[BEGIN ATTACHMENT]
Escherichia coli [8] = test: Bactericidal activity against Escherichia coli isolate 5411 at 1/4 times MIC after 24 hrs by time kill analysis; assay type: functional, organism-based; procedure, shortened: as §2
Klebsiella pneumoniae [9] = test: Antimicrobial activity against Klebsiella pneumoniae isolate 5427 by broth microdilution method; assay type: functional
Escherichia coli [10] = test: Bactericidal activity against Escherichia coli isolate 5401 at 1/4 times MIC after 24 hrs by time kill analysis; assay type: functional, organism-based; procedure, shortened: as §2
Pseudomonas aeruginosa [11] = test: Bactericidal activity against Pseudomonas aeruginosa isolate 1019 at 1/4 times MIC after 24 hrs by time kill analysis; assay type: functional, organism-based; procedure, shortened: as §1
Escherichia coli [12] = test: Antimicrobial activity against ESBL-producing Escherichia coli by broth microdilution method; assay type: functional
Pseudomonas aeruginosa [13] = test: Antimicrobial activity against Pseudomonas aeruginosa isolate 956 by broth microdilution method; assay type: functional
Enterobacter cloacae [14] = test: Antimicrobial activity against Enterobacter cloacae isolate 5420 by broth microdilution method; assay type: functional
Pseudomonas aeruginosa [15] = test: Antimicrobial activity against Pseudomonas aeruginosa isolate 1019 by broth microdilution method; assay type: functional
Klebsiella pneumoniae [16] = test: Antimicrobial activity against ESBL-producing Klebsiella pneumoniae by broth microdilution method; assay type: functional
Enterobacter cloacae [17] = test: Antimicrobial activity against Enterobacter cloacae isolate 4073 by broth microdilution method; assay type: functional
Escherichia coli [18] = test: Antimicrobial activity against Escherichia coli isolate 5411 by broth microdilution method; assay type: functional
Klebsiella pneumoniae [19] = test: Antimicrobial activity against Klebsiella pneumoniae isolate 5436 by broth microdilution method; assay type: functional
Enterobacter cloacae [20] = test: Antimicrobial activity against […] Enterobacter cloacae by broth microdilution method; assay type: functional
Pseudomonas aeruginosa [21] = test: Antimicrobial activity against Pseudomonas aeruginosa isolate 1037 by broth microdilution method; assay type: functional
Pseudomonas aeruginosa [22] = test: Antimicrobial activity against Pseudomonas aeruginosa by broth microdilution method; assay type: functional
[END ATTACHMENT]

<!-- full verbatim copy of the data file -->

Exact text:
Escherichia coli [8] = test: Bactericidal activity against Escherichia coli isolate 5411 at 1/4 times MIC after 24 hrs by time kill analysis; assay type: functional, organism-based; procedure, shortened: as §2
Klebsiella pneumoniae [9] = test: Antimicrobial activity against Klebsiella pneumoniae isolate 5427 by broth microdilution method; assay type: functional
Escherichia coli [10] = test: Bactericidal activity against Escherichia coli isolate 5401 at 1/4 times MIC after 24 hrs by time kill analysis; assay type: functional, organism-based; procedure, shortened: as §2
Pseudomonas aeruginosa [11] = test: Bactericidal activity against Pseudomonas aeruginosa isolate 1019 at 1/4 times MIC after 24 hrs by time kill analysis; assay type: functional, organism-based; procedure, shortened: as §1
Escherichia coli [12] = test: Antimicrobial activity against ESBL-producing Escherichia coli by broth microdilution method; assay type: functional
Pseudomonas aeruginosa [13] = test: Antimicrobial activity against Pseudomonas aeruginosa isolate 956 by broth microdilution method; assay type: functional
Enterobacter cloacae [14] = test: Antimicrobial activity against Enterobacter cloacae isolate 5420 by broth microdilution method; assay type: functional
Pseudomonas aeruginosa [15] = test: Antimicrobial activity against Pseudomonas aeruginosa isolate 1019 by broth microdilution method; assay type: functional
Klebsiella pneumoniae [16] = test: Antimicrobial activity against ESBL-producing Klebsiella pneumoniae by broth microdilution method; assay type: functional
Enterobacter cloacae [17] = test: Antimicrobial activity against Enterobacter cloacae isolate 4073 by broth microdilution method; assay type: functional
Escherichia coli [18] = test: Antimicrobial activity against Escherichia coli isolate 5411 by broth microdilution method; assay type: functional
Klebsiella pneumoniae [19] = test: Antimicrobial activity against Klebsiella pneumoniae isolate 5436 by broth microdilution method; assay type: functional
Enterobacter cloacae [20] = test: Antimicrobial activity against […] Enterobacter cloacae by broth microdilution method; assay type: functional
Pseudomonas aeruginosa [21] = test: Antimicrobial activity against Pseudomonas aeruginosa isolate 1037 by broth microdilution method; assay type: functional
Pseudomonas aeruginosa [22] = test: Antimicrobial activity against Pseudomonas aeruginosa by broth microdilution method; assay type: functional